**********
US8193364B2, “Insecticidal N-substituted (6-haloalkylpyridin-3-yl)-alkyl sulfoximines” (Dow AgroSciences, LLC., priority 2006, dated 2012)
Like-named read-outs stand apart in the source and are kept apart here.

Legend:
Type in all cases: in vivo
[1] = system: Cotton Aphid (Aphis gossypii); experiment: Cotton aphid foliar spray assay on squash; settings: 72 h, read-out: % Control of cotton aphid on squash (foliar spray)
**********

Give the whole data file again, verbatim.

US8193364B2, “Insecticidal N-substituted (6-haloalkylpyridin-3-yl)-alkyl sulfoximines” (Dow AgroSciences, LLC., priority 2006, dated 2012)
Like-named read-outs stand apart in the source and are kept apart here.

Legend:
Type in all cases: in vivo
[1] = system: Cotton Aphid (Aphis gossypii); experiment: Cotton aphid foliar spray assay on squash; settings: 72 h, read-out: % Control of cotton aphid on squash (foliar spray)